Success is a scary word.
I want to analyze it and come to some ground-breaking, in depth discovery, but frankly, I’m not sure why it’s so terrifying. It’s an all-consuming thought, a definition we’re all chasing after, but who even knows what it means half the time?
It’s not like hunger. If you’re hungry and eat food, you’re not hungry anymore. Easy peasy, lemon squeezy! (Please stick with me despite using that 87 year old woman phrase, I’m young! I’m hip! I swear…)
You have a distinguishable need. You satisfy it. And you’re fine.
But success isn’t as black and white. It doesn’t just exist in a dictionary or in your stomach. No indicator that says, “Yes, please! Feed me now!” It’s a different kind of hunger. The kind you can still recognize because it aches and burns, it shoots up and down your body, but you’re not exactly sure why. Or what it is. It’s just….there.
Success. We’re ingrained to want it. Maybe it’s professionally. That job. The promotion. The salary. Or personal success. The relationship. Family. Inner success, finally accepting that part of your body that you’ve loathed since adolescence. Or finally being aware of your strengths, and not being afraid to champion them.
We chase it from the first moment a teacher decides to assign our intellect a grade. We take standardized tests. Our value becomes reduced to what we’ve achieved, what we’ve gained, what we can stack on top of a mantel. Trophies. Diplomas. Photos that prove, “Yes, I’m doing something! I’m becoming something!”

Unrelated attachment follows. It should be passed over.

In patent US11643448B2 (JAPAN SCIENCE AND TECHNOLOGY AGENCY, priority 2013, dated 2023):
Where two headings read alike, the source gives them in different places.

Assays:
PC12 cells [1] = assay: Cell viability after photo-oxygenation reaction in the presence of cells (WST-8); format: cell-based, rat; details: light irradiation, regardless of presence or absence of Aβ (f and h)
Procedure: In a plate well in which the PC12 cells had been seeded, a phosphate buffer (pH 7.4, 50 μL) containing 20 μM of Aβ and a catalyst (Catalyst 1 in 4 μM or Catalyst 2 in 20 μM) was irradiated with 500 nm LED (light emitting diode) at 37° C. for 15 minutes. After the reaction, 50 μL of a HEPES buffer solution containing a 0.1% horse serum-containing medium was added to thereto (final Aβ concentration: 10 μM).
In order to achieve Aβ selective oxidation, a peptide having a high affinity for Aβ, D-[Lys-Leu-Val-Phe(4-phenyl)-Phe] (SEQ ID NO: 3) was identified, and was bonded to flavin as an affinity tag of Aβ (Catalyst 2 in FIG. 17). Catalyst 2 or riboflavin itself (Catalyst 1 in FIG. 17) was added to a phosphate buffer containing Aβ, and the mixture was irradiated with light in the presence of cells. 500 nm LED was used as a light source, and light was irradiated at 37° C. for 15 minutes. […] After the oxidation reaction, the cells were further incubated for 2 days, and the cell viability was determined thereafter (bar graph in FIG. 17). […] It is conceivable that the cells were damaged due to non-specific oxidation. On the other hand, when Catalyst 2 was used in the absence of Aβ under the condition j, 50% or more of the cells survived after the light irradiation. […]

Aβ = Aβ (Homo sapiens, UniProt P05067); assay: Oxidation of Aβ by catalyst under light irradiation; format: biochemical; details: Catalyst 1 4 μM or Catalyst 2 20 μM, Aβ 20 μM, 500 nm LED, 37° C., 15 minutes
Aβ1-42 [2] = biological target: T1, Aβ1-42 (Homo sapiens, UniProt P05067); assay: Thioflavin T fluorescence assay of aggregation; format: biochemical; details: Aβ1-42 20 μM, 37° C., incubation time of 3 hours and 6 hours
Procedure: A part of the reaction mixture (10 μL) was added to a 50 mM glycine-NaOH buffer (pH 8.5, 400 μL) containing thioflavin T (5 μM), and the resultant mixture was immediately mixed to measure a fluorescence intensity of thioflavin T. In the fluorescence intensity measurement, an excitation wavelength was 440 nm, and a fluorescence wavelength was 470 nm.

Listen, I don’t know a whole lot about life. I’m the first one to admit that. I’m 22 years old and for a while after graduating college, I thought I was destined to be stuck in a big, giant, sucky black hole of loneliness. I cried about boys who didn’t care. I drunk texted people I shouldn’t have. I ignored real friends and chose the internet instead. I’ve felt bummed when love didn’t pan out the way I hoped. I’ve wasted time and energy on things I knew were bad for me. Cheery, eh? I’m not someone who has it all together or all figured out. But then again, I don’t think anyone does.
But when I started realizing success isn’t one goal or end result, I felt happier. I am happier. And that’s more important than an arbitrary definition of success. That is success.
If you’re afraid to chase something, I totally get it. I understand you. Because as much as we’re told to “follow our dreams” that’s so much more simple in concept. As soon as you start creating the blueprint to your own success, you see how complicated constructing a plan like that is. You don’t just magically wake up into your dream life. You can visualize and pin things to your wall, but the reality of it is so much heavier. It’s scary. And it’s okay to say that. Success is scary. Following a dream is scary. You can be scared. You are allowed that.
We need to remind ourselves that success can be as much about the losses as it is about the wins. It ISN’T just that trophy. The resume of accomplishments you hand out, a piece of paper that somehow is supposed to sum up all your parts. All the pieces that have made you this person, lead you to this exact moment. You’re a success because you’re getting up and trying. You might fall sometimes. You might even royally fuck up. But that doesn’t eradicate everything else you’ve ever done.
I still don’t know what success completely looks like. I don’t think it’s as simple as a picture you can clip from a magazine. It isn’t that biological hunger, the “eat some food and you’re okay” deal. It’s an individual definition. And one that is always changing. Being afraid of success is okay, but don’t let that stop you from living. You’ve got to eat, right? You’ve also got to live. So just keep on pushing.